Beam Splash Events in the CMS Muon End Caps
Excitement returns to CMS this month, as the LHC begins to circulate beam. There are many good sources of information, for example, the online commentary by Darin Acosta, among others.
My team from Northwestern University is busy providing prompt feedback on the response of the cathode strip chambers (CSCs) from the CMS experiment. On 9-November, we observed the beam splash events produced when Beam 2 struck collimators and a wall of muons passed from the -Z to the +Z side of CMS. Here is a depiction of the charge measured on the radial strips of the CSCs:
The arrow indicates the direction of Beam 2, and one sees clearly more charge on the strips on the upstream side compared to the downstream side. The red fans show the inner set of chambers, while the blue fans show the outer. (There is one pair of green fans, but they are too small and to faint to make out in this picture.)
Here is a new event from this evening, 20-November, in which Beam 1 produces a splash in the CSCs:
Comparing to the picture above, it is clear that the two muon endcaps have exchanged rolls (and indeed, Andy reversed the direction of the arrow).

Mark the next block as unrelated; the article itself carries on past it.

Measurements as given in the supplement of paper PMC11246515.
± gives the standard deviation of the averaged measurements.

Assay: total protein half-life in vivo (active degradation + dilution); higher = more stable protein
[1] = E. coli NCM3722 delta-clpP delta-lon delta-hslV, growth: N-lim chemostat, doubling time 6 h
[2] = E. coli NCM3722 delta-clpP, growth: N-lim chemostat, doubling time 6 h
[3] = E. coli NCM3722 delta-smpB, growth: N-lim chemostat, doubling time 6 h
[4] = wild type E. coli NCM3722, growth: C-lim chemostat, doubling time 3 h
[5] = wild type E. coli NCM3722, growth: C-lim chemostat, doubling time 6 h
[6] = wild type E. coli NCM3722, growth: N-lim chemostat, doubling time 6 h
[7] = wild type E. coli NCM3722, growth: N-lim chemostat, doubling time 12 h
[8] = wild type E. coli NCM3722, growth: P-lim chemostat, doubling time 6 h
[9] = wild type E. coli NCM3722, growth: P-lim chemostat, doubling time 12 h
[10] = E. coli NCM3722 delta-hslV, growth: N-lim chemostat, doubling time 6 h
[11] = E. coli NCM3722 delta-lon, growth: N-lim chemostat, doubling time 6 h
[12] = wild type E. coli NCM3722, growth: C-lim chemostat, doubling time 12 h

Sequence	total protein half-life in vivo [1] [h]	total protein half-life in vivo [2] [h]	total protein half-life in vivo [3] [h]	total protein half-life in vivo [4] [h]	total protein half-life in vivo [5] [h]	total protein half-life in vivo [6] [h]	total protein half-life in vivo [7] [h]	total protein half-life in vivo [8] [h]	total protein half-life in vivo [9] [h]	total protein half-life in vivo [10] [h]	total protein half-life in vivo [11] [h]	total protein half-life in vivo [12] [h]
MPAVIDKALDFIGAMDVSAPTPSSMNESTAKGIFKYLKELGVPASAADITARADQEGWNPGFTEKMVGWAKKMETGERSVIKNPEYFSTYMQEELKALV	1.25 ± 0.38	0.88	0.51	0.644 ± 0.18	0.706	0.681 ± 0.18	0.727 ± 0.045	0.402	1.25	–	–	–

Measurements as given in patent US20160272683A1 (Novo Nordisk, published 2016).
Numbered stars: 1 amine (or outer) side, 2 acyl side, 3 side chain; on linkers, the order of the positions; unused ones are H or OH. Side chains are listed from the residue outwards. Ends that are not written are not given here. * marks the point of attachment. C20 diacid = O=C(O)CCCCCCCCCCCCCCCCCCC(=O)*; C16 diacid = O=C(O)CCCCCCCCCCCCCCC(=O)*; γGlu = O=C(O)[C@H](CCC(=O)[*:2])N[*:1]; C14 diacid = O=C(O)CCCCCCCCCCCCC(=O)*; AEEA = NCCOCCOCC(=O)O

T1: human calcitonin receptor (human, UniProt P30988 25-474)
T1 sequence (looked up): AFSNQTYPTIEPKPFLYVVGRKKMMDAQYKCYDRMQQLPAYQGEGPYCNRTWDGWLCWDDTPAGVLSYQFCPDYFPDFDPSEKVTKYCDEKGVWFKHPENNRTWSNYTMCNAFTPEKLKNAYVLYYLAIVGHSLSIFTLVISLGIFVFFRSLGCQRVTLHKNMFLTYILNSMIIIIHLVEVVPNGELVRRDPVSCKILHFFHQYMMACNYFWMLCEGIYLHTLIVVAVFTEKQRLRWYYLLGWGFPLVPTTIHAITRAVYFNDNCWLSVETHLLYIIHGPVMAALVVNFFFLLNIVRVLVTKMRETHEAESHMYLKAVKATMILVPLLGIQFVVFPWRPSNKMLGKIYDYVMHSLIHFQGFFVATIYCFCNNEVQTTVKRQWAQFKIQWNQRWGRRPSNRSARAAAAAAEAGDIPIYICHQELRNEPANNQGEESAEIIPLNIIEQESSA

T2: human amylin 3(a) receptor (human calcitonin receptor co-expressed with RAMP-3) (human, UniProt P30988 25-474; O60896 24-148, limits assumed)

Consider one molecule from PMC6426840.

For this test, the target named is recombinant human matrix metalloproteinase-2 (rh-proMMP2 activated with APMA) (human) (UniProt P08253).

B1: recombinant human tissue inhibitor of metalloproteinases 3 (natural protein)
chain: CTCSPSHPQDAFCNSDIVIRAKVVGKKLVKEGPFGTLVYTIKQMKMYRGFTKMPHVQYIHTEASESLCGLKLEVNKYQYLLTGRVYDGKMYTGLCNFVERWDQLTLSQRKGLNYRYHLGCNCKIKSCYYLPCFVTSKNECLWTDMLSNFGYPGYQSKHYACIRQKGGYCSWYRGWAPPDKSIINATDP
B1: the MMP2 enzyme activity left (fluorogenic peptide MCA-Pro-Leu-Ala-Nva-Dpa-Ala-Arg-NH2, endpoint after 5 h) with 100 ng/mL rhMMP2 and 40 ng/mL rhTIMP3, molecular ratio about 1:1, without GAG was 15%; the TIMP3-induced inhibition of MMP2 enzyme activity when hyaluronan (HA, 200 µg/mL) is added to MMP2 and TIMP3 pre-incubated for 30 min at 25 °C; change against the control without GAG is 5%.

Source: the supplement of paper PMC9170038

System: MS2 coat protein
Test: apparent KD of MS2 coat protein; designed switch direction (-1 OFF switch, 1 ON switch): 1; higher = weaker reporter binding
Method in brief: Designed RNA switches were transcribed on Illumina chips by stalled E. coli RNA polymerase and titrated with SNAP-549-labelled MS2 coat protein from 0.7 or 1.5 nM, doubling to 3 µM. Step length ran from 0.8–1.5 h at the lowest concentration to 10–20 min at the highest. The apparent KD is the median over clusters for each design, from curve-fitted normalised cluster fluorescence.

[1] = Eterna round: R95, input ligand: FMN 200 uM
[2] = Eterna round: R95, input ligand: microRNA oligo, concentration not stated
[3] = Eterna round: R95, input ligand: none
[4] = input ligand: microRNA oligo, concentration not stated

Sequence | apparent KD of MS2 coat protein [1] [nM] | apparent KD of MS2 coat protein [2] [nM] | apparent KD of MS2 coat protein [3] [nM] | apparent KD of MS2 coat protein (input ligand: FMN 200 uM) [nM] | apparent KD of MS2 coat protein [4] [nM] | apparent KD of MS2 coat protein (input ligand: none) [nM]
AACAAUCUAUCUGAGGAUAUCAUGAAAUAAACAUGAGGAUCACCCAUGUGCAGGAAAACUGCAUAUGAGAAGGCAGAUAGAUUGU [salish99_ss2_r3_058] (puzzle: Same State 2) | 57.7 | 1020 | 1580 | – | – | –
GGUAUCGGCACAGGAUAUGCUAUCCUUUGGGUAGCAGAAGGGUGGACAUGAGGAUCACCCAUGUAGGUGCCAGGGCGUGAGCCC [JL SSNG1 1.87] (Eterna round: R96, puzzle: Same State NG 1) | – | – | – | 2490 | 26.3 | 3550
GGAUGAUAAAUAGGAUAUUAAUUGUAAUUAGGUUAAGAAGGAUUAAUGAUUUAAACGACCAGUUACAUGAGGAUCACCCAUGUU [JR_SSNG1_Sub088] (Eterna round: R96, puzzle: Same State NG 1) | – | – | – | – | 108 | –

It is worth noting that the HV is set to stand-by values. The flux of muons is so great, on the order of 5 muons per cm2, that we nonetheless see a tremendous about of charge compared to what we expect for a normal single muon, such as a cosmic ray or one coming from a pp collision.
A more conventional, and colorful, view of these kinds of events is given by the official iSpy event display program. Here is an example:
The purple parts in the end caps are the CSCs, obviously registering lots of charge while many other subdetector systems are off.
As I write this post, the LHC operators are `capturing’ the beam, which means that the protons’ orbit is determined by the RF cavities that are turned on. This is a major milestone on the way to collisions.
Entry filed under: Particle Physics.